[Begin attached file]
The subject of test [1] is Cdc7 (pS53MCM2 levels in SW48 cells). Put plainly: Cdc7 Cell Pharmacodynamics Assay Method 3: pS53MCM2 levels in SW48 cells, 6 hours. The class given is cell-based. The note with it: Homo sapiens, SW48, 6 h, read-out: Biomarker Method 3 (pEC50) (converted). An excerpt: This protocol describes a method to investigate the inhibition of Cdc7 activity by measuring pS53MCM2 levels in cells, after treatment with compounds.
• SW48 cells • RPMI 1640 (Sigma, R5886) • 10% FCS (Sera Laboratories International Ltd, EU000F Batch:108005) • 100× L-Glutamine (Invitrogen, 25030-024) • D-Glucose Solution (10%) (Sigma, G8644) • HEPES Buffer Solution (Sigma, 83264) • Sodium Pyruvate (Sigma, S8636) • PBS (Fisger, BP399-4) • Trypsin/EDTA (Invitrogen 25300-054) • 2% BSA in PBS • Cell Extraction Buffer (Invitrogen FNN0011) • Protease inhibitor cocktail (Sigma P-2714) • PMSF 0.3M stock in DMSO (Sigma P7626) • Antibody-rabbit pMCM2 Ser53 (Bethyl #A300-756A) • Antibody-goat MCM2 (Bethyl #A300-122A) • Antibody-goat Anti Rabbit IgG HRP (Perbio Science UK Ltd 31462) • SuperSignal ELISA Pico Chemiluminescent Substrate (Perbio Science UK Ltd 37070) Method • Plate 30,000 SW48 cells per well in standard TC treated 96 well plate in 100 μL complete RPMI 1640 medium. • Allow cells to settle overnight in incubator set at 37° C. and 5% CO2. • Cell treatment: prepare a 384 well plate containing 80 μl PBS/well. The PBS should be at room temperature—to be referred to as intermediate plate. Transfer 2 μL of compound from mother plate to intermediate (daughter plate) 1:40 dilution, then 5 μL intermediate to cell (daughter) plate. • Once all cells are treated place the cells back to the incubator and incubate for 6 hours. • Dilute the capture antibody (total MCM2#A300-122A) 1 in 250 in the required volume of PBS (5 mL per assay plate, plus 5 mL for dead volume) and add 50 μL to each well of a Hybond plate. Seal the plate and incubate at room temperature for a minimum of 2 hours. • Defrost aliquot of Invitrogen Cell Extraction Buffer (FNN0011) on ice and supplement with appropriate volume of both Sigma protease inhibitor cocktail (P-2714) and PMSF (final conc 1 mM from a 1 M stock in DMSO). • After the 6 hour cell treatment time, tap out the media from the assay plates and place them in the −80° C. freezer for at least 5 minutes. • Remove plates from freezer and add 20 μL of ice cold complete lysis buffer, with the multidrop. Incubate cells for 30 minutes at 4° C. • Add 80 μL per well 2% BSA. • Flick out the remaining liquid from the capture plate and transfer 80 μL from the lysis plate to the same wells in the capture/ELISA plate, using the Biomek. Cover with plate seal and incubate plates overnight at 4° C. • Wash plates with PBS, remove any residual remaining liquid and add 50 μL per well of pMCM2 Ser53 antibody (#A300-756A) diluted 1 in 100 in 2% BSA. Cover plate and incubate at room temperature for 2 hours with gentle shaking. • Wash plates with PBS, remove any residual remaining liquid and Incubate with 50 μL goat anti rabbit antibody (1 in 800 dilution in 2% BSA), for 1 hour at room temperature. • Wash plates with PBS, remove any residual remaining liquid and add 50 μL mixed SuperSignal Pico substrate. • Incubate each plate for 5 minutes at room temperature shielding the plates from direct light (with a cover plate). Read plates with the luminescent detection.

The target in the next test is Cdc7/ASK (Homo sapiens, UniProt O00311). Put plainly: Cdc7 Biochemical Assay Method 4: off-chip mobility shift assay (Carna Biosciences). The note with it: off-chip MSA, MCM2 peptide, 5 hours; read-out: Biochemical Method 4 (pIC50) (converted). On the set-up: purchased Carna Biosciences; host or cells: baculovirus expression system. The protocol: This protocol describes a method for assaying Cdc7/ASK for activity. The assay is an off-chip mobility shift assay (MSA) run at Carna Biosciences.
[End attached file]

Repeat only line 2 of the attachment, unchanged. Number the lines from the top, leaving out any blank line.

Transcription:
• SW48 cells • RPMI 1640 (Sigma, R5886) • 10% FCS (Sera Laboratories International Ltd, EU000F Batch:108005) • 100× L-Glutamine (Invitrogen, 25030-024) • D-Glucose Solution (10%) (Sigma, G8644) • HEPES Buffer Solution (Sigma, 83264) • Sodium Pyruvate (Sigma, S8636) • PBS (Fisger, BP399-4) • Trypsin/EDTA (Invitrogen 25300-054) • 2% BSA in PBS • Cell Extraction Buffer (Invitrogen FNN0011) • Protease inhibitor cocktail (Sigma P-2714) • PMSF 0.3M stock in DMSO (Sigma P7626) • Antibody-rabbit pMCM2 Ser53 (Bethyl #A300-756A) • Antibody-goat MCM2 (Bethyl #A300-122A) • Antibody-goat Anti Rabbit IgG HRP (Perbio Science UK Ltd 31462) • SuperSignal ELISA Pico Chemiluminescent Substrate (Perbio Science UK Ltd 37070) Method • Plate 30,000 SW48 cells per well in standard TC treated 96 well plate in 100 μL complete RPMI 1640 medium. • Allow cells to settle overnight in incubator set at 37° C. and 5% CO2. • Cell treatment: prepare a 384 well plate containing 80 μl PBS/well. The PBS should be at room temperature—to be referred to as intermediate plate. Transfer 2 μL of compound from mother plate to intermediate (daughter plate) 1:40 dilution, then 5 μL intermediate to cell (daughter) plate. • Once all cells are treated place the cells back to the incubator and incubate for 6 hours. • Dilute the capture antibody (total MCM2#A300-122A) 1 in 250 in the required volume of PBS (5 mL per assay plate, plus 5 mL for dead volume) and add 50 μL to each well of a Hybond plate. Seal the plate and incubate at room temperature for a minimum of 2 hours. • Defrost aliquot of Invitrogen Cell Extraction Buffer (FNN0011) on ice and supplement with appropriate volume of both Sigma protease inhibitor cocktail (P-2714) and PMSF (final conc 1 mM from a 1 M stock in DMSO). • After the 6 hour cell treatment time, tap out the media from the assay plates and place them in the −80° C. freezer for at least 5 minutes. • Remove plates from freezer and add 20 μL of ice cold complete lysis buffer, with the multidrop. Incubate cells for 30 minutes at 4° C. • Add 80 μL per well 2% BSA. • Flick out the remaining liquid from the capture plate and transfer 80 μL from the lysis plate to the same wells in the capture/ELISA plate, using the Biomek. Cover with plate seal and incubate plates overnight at 4° C. • Wash plates with PBS, remove any residual remaining liquid and add 50 μL per well of pMCM2 Ser53 antibody (#A300-756A) diluted 1 in 100 in 2% BSA. Cover plate and incubate at room temperature for 2 hours with gentle shaking. • Wash plates with PBS, remove any residual remaining liquid and Incubate with 50 μL goat anti rabbit antibody (1 in 800 dilution in 2% BSA), for 1 hour at room temperature. • Wash plates with PBS, remove any residual remaining liquid and add 50 μL mixed SuperSignal Pico substrate. • Incubate each plate for 5 minutes at room temperature shielding the plates from direct light (with a cover plate). Read plates with the luminescent detection.